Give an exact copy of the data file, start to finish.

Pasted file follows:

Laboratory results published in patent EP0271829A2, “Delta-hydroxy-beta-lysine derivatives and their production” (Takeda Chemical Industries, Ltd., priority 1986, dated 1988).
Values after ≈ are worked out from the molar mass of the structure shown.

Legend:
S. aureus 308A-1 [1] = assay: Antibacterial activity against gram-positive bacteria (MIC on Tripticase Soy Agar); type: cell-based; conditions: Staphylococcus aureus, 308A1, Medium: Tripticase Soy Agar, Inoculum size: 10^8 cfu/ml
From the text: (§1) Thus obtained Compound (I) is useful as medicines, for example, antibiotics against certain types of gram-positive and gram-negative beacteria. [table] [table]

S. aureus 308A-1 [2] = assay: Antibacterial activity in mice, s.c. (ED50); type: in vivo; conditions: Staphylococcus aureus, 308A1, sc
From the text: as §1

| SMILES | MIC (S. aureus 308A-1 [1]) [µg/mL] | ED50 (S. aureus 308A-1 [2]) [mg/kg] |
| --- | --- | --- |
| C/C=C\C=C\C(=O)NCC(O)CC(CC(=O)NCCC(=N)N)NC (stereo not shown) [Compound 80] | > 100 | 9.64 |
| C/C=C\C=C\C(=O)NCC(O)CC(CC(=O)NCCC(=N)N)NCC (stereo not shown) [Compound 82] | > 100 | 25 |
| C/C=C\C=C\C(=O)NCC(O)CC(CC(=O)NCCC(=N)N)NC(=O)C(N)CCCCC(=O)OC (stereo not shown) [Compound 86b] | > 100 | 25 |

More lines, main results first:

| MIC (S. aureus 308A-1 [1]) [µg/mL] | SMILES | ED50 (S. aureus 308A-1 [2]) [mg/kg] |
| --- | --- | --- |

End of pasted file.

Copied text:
Laboratory results published in patent EP0271829A2, “Delta-hydroxy-beta-lysine derivatives and their production” (Takeda Chemical Industries, Ltd., priority 1986, dated 1988).
Values after ≈ are worked out from the molar mass of the structure shown.

Legend:
S. aureus 308A-1 [1] = assay: Antibacterial activity against gram-positive bacteria (MIC on Tripticase Soy Agar); type: cell-based; conditions: Staphylococcus aureus, 308A1, Medium: Tripticase Soy Agar, Inoculum size: 10^8 cfu/ml
From the text: (§1) Thus obtained Compound (I) is useful as medicines, for example, antibiotics against certain types of gram-positive and gram-negative beacteria. [table] [table]

S. aureus 308A-1 [2] = assay: Antibacterial activity in mice, s.c. (ED50); type: in vivo; conditions: Staphylococcus aureus, 308A1, sc
From the text: as §1

| SMILES | MIC (S. aureus 308A-1 [1]) [µg/mL] | ED50 (S. aureus 308A-1 [2]) [mg/kg] |
| --- | --- | --- |
| C/C=C\C=C\C(=O)NCC(O)CC(CC(=O)NCCC(=N)N)NC (stereo not shown) [Compound 80] | > 100 | 9.64 |
| C/C=C\C=C\C(=O)NCC(O)CC(CC(=O)NCCC(=N)N)NCC (stereo not shown) [Compound 82] | > 100 | 25 |
| C/C=C\C=C\C(=O)NCC(O)CC(CC(=O)NCCC(=N)N)NC(=O)C(N)CCCCC(=O)OC (stereo not shown) [Compound 86b] | > 100 | 25 |

More lines, main results first:

| MIC (S. aureus 308A-1 [1]) [µg/mL] | SMILES | ED50 (S. aureus 308A-1 [2]) [mg/kg] |
| --- | --- | --- |